Lifting the restriction on the number of public classes per file

John Rose john.r.rose at
Tue Nov 27 02:04:01 UTC 2018

On Nov 26, 2018, at 11:43 AM, Kevin Bourrillion <kevinb at> wrote:
> Multiple top-level classes per file just make code harder to find; what are the advantages?

I suppose the main advantage (as suggested in the examples) would be
flexibility of naming.  With inner classes your names are pkg.NH.{A,B,C…},
where the outer class NH serves as nest host and also scope.  With the
proposal the names could also be pkg.{A,B,C…}, with a common nesthost
(A or NH).

In source code the simple names can be obtained by using an import
which mentions NH:  `` import pkg.NH.* ``.  So there's no great source-level
advantage to having the top-level names (package members) instead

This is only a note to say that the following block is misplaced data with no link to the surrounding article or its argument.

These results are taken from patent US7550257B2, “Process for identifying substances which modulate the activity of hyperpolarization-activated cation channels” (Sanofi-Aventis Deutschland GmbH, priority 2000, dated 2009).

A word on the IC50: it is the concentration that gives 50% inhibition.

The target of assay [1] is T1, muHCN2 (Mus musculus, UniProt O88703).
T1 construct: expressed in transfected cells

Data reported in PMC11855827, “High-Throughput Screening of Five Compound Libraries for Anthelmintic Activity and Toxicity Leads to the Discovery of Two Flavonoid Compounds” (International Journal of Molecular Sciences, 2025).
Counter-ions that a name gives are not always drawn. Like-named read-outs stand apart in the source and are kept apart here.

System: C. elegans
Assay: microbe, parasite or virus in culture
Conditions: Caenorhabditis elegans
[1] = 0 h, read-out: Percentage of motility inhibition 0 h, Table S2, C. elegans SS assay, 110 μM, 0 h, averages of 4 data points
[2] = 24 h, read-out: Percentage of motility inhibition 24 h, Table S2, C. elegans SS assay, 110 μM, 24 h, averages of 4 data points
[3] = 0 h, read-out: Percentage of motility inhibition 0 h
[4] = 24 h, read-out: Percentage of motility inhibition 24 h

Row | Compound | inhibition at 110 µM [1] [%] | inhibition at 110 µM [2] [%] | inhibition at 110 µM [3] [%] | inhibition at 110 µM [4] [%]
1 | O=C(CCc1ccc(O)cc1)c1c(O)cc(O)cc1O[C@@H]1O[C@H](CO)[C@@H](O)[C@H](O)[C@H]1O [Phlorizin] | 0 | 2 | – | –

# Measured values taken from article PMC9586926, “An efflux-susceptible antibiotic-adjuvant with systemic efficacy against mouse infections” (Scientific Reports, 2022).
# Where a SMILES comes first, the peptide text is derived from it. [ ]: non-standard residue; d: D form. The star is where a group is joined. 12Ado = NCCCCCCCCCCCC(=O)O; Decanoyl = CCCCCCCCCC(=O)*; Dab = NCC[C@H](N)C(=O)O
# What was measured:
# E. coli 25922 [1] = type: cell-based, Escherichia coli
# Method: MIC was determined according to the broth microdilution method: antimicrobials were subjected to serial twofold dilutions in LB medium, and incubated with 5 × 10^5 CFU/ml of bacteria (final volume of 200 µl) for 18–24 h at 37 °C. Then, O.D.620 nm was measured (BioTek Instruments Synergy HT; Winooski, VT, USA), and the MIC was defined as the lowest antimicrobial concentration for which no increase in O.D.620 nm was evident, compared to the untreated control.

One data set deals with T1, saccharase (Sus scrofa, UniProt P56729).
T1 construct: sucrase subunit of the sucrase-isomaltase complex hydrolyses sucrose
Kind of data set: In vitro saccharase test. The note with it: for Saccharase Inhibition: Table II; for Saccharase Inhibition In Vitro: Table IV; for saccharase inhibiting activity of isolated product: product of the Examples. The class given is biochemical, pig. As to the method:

of the nested names (class members).  Maybe there's some advantage
in having reflection avoid mention the "NH$"?

The hardest downside to the proposal is that IDEs and some javac
compilation modes (source-paths) don't know where to look for a file
containing pkg.A, if the classfile pkg/A.class has not yet been generated.

I suppose one answer to that is, "the source path mode doesn't work on
such top-level auxiliary nest membrers".  And IDEs have to sniff at
a little more carefully to determine if contains extra definitions.
But these issues already exist and have a user model, right?

On the whole, I don't see a big downside, but neither do I see a killer
use case for pkg.A that isn't covered by pkg.NH.A.

— John
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